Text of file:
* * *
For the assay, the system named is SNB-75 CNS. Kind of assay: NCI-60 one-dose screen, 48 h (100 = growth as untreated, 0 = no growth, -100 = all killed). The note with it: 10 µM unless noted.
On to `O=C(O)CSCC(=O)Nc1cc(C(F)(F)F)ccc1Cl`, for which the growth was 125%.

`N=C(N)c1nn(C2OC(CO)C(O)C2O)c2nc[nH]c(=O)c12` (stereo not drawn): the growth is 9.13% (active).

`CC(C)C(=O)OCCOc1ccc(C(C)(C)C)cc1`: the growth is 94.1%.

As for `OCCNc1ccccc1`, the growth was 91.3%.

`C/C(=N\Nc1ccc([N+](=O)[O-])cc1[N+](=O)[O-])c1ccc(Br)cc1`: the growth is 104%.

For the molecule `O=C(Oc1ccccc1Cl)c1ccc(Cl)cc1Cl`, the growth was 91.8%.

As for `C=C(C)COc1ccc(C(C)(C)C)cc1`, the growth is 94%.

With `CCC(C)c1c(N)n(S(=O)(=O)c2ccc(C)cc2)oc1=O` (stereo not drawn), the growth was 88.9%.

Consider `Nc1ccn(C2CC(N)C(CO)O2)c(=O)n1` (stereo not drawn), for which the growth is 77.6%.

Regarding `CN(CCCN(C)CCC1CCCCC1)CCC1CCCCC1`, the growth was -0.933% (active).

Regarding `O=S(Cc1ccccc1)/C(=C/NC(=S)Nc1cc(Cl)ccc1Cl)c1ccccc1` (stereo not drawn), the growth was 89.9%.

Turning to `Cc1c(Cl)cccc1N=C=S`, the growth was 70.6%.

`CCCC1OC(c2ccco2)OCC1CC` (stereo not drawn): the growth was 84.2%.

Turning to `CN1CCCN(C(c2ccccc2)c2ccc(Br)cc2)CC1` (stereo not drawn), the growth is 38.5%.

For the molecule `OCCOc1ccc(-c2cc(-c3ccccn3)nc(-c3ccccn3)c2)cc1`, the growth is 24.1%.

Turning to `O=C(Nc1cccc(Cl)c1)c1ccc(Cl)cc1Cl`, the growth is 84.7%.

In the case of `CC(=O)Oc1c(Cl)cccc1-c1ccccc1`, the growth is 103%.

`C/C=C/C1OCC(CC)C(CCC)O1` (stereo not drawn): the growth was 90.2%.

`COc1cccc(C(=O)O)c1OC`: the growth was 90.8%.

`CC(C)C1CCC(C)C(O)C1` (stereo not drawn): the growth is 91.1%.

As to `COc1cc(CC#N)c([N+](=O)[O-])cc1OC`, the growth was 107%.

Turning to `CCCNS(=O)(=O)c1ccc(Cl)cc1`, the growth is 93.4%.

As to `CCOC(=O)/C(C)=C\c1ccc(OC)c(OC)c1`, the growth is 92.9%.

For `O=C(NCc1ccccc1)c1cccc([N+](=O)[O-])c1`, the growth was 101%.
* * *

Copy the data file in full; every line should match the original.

For the assay, the system named is SNB-75 CNS. Kind of assay: NCI-60 one-dose screen, 48 h (100 = growth as untreated, 0 = no growth, -100 = all killed). The note with it: 10 µM unless noted.
On to `O=C(O)CSCC(=O)Nc1cc(C(F)(F)F)ccc1Cl`, for which the growth was 125%.

`N=C(N)c1nn(C2OC(CO)C(O)C2O)c2nc[nH]c(=O)c12` (stereo not drawn): the growth is 9.13% (active).

`CC(C)C(=O)OCCOc1ccc(C(C)(C)C)cc1`: the growth is 94.1%.

As for `OCCNc1ccccc1`, the growth was 91.3%.

`C/C(=N\Nc1ccc([N+](=O)[O-])cc1[N+](=O)[O-])c1ccc(Br)cc1`: the growth is 104%.

For the molecule `O=C(Oc1ccccc1Cl)c1ccc(Cl)cc1Cl`, the growth was 91.8%.

As for `C=C(C)COc1ccc(C(C)(C)C)cc1`, the growth is 94%.

With `CCC(C)c1c(N)n(S(=O)(=O)c2ccc(C)cc2)oc1=O` (stereo not drawn), the growth was 88.9%.

Consider `Nc1ccn(C2CC(N)C(CO)O2)c(=O)n1` (stereo not drawn), for which the growth is 77.6%.

Regarding `CN(CCCN(C)CCC1CCCCC1)CCC1CCCCC1`, the growth was -0.933% (active).

Regarding `O=S(Cc1ccccc1)/C(=C/NC(=S)Nc1cc(Cl)ccc1Cl)c1ccccc1` (stereo not drawn), the growth was 89.9%.

Turning to `Cc1c(Cl)cccc1N=C=S`, the growth was 70.6%.

`CCCC1OC(c2ccco2)OCC1CC` (stereo not drawn): the growth was 84.2%.

Turning to `CN1CCCN(C(c2ccccc2)c2ccc(Br)cc2)CC1` (stereo not drawn), the growth is 38.5%.

For the molecule `OCCOc1ccc(-c2cc(-c3ccccn3)nc(-c3ccccn3)c2)cc1`, the growth is 24.1%.

Turning to `O=C(Nc1cccc(Cl)c1)c1ccc(Cl)cc1Cl`, the growth is 84.7%.

In the case of `CC(=O)Oc1c(Cl)cccc1-c1ccccc1`, the growth is 103%.

`C/C=C/C1OCC(CC)C(CCC)O1` (stereo not drawn): the growth was 90.2%.

`COc1cccc(C(=O)O)c1OC`: the growth was 90.8%.

`CC(C)C1CCC(C)C(O)C1` (stereo not drawn): the growth is 91.1%.

As to `COc1cc(CC#N)c([N+](=O)[O-])cc1OC`, the growth was 107%.

Turning to `CCCNS(=O)(=O)c1ccc(Cl)cc1`, the growth is 93.4%.

As to `CCOC(=O)/C(C)=C\c1ccc(OC)c(OC)c1`, the growth is 92.9%.

For `O=C(NCc1ccccc1)c1cccc([N+](=O)[O-])c1`, the growth was 101%.